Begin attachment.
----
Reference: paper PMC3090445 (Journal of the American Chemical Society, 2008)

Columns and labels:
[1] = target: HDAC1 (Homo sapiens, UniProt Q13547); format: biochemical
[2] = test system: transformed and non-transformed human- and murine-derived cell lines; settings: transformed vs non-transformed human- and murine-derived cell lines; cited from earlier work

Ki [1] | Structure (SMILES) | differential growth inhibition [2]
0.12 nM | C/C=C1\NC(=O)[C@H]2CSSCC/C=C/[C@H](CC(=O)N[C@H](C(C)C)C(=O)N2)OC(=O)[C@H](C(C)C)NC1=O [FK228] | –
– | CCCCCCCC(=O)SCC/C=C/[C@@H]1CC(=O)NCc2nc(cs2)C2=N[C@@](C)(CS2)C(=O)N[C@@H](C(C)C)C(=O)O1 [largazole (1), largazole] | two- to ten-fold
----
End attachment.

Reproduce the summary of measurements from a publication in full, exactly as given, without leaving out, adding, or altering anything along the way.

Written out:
Reference: paper PMC3090445 (Journal of the American Chemical Society, 2008)

Columns and labels:
[1] = target: HDAC1 (Homo sapiens, UniProt Q13547); format: biochemical
[2] = test system: transformed and non-transformed human- and murine-derived cell lines; settings: transformed vs non-transformed human- and murine-derived cell lines; cited from earlier work

Ki [1] | Structure (SMILES) | differential growth inhibition [2]
0.12 nM | C/C=C1\NC(=O)[C@H]2CSSCC/C=C/[C@H](CC(=O)N[C@H](C(C)C)C(=O)N2)OC(=O)[C@H](C(C)C)NC1=O [FK228] | –
– | CCCCCCCC(=O)SCC/C=C/[C@@H]1CC(=O)NCc2nc(cs2)C2=N[C@@](C)(CS2)C(=O)N[C@@H](C(C)C)C(=O)O1 [largazole (1), largazole] | two- to ten-fold